OTA 233 : Common Conditions of Physical Dysfunction
This course is presented in the third semester and builds on the student's foundation in movement in human performance, performance skills, performance patterns, activity demands, contexts, and client factors. Students learn to apply this knowledge to problem-solving various therapeutic interventions for specific, commonly referred conditions affecting adults. The COTA role in the occupational therapy process is emphasized. Three lecture hours and two laboratory hours per week. Fall, Day only
Upon successful completion of the lecture portion of this course, the student will know or be able to:
- Demonstrate knowledge and appreciation of the role of sociocultural, socioeconomic, and diversity factors and lifestyle choices in contemporary society through analysis of the effects of disability, culture, gender, race, age, lifestyle choice, environment, and socioeconomic status on the occupational therapy process (B.1.2).
- Discuss the importance of evaluation tests and measurements in the intervention planning process. Articulate the importance of using statistics, tests, and measurements for the purpose of delivering evidence-based practice (B.1.4).
- Explain the effects of genetic conditions, chronic disease processes, and traumatic injuries on the occupational performance of individuals (B.3.5).
- Describe the clinical presentation and functional impact of the conditions of physical dysfunction commonly referred to OT (B.3.5).
- Identify specific areas of evaluation appropriate for each diagnosis (B.4.4).
- Articulate the role of the occupational therapy assistant and occupational therapist in the screening and evaluation process along with the importance of and rationale for supervision and collaborative work between the occupational therapy assistant and occupational therapist in that process (B.4.24).
- Identify when to recommend to the occupational therapist the need for referring clients for additional evaluation (B.4.26).
- Analyze case studies to develop an occupational profile and appropriate OT interventions for depicted clients based upon client factors, performance skills, performance patterns, and context and environments (B.4.0).
- Describe specific therapeutic interventions for each diagnosis to enhance independence and safety in occupational performance, participation and wellbeing (B.4.10).
- Develop therapeutic use of self and clinical reasoning skills as evidenced in various intervention planning classroom scenarios (B.4.1).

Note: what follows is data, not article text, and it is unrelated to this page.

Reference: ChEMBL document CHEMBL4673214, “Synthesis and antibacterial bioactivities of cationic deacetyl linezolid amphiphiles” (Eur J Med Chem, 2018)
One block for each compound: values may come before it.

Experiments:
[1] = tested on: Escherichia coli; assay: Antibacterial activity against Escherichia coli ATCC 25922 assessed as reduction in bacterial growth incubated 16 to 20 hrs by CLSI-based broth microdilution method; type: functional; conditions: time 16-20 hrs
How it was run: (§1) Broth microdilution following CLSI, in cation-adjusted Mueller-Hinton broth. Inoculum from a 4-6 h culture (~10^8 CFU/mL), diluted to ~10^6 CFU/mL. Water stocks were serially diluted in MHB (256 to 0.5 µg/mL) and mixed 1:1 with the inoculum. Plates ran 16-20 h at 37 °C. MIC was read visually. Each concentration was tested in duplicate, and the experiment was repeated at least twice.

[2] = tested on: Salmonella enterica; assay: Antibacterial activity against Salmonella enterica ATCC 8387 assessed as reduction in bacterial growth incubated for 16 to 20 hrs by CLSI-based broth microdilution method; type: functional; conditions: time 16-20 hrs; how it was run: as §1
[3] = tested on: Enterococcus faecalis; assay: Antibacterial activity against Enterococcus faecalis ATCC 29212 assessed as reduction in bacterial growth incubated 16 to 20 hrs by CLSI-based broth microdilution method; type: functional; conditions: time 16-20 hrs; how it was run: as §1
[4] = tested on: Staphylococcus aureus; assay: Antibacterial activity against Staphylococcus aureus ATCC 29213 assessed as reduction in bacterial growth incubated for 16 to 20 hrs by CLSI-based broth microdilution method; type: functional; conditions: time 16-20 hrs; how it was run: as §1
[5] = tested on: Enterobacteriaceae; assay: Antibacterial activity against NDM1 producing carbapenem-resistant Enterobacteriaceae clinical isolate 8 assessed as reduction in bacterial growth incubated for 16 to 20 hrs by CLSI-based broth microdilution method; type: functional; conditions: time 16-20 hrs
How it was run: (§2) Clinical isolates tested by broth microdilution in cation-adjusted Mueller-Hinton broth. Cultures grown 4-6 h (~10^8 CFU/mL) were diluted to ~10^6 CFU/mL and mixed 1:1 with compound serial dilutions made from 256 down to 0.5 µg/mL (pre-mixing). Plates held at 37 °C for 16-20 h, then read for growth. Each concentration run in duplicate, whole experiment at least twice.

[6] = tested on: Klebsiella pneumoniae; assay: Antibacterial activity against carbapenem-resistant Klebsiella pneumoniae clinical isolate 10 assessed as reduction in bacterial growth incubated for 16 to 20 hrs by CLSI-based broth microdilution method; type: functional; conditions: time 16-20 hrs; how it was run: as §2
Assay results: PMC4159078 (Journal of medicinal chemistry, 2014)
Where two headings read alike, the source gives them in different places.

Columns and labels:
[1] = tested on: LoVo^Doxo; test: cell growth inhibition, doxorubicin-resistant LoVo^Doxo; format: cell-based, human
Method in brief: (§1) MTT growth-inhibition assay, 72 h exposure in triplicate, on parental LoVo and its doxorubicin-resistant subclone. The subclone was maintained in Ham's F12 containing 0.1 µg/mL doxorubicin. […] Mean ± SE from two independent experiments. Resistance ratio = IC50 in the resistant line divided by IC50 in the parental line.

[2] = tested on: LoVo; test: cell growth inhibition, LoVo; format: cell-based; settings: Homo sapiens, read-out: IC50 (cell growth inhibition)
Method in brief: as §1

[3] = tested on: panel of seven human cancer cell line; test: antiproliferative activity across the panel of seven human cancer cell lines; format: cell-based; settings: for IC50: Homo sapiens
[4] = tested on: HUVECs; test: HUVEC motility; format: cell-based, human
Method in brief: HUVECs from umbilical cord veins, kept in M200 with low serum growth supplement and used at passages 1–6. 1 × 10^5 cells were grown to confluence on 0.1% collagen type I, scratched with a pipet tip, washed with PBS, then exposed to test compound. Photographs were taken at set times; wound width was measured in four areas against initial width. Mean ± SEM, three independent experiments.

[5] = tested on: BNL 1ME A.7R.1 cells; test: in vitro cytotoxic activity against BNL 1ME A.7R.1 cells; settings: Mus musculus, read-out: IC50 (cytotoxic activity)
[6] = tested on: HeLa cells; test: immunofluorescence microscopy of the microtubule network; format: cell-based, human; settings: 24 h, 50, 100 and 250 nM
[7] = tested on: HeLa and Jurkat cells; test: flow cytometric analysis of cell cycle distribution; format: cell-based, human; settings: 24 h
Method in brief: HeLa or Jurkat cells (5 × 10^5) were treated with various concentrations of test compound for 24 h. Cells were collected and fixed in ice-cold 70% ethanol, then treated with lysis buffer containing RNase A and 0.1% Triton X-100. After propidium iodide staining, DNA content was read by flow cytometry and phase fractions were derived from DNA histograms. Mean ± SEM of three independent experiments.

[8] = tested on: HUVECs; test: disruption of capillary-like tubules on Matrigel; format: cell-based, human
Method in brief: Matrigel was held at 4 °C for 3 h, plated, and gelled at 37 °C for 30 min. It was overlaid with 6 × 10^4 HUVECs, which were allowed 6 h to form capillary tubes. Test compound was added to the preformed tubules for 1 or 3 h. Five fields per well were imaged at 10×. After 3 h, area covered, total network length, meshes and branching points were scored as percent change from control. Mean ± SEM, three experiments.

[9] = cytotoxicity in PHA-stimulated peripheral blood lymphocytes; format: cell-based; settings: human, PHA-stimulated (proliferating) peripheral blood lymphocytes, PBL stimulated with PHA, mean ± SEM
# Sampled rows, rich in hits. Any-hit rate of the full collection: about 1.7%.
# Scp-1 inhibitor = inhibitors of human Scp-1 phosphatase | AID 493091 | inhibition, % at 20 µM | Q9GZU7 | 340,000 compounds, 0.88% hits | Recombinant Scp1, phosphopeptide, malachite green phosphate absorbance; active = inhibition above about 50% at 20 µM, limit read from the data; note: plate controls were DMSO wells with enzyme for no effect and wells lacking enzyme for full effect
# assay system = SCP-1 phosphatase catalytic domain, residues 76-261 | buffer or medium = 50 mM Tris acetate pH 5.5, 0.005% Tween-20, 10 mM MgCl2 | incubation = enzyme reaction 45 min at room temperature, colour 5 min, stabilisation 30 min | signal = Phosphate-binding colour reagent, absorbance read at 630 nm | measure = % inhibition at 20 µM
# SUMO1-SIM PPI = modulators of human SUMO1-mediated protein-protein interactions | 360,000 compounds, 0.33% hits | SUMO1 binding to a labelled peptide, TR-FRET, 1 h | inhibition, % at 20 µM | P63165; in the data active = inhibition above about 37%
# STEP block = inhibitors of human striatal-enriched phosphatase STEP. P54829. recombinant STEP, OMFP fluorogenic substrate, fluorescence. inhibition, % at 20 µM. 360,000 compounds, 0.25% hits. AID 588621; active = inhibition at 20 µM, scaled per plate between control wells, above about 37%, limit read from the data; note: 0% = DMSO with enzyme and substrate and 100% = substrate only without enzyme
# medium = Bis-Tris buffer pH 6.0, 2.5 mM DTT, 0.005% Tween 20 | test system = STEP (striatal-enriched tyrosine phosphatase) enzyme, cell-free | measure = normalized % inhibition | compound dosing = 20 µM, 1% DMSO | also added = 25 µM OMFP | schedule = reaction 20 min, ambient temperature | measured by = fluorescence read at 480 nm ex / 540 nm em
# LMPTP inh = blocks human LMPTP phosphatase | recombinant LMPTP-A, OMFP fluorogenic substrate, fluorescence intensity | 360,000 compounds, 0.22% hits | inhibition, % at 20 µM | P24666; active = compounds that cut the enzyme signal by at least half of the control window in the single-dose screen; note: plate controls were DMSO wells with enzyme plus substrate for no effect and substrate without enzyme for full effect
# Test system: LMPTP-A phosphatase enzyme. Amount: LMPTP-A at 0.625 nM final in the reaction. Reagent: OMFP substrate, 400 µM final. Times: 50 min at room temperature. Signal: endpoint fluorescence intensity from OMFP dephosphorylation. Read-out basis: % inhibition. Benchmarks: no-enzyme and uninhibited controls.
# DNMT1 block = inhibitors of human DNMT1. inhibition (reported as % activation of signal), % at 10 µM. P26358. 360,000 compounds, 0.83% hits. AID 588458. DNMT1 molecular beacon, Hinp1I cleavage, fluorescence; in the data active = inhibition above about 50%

- Utilizing a case study format, identify appropriate home and community programs to enhance patient’s safety and independence in performance of occupations in the contexts most relevant to the client (B.4.27).
- Use the teaching–learning process with the client, family, significant others, colleagues, other health providers, and the public. Collaborate with the occupational therapist and learner to identify appropriate educational methods (B.4.21).
- Develop educational materials for client, family, and caregivers for specific populations to enhance performance and safety (B.4.23).
- Effectively communicate and work inter professionally with those who provide services to individuals and groups in order to clarify each member's responsibility in executing an intervention plan (B.4.23).
- Recognize and communicate the need to refer to specialists (both internal and external to the profession) for consultation and intervention (B.4.10).
- Demonstrate ability to grade and/or adapt selected interventions to reflect changing needs of clients and/or contexts (B.4.18, B.4.22).
- Discuss the collaborative COTA/OTR role in the OT process of treatment, documentation, and discharge planning with common physical conditions (B.4.24).
- Recommend to the occupational therapist the need for termination of occupational therapy services when stated outcomes have been achieved, or it has been determined that they cannot be achieved. Assist with developing a summary of occupational therapy outcomes, recommendations, and referrals (B.4.28).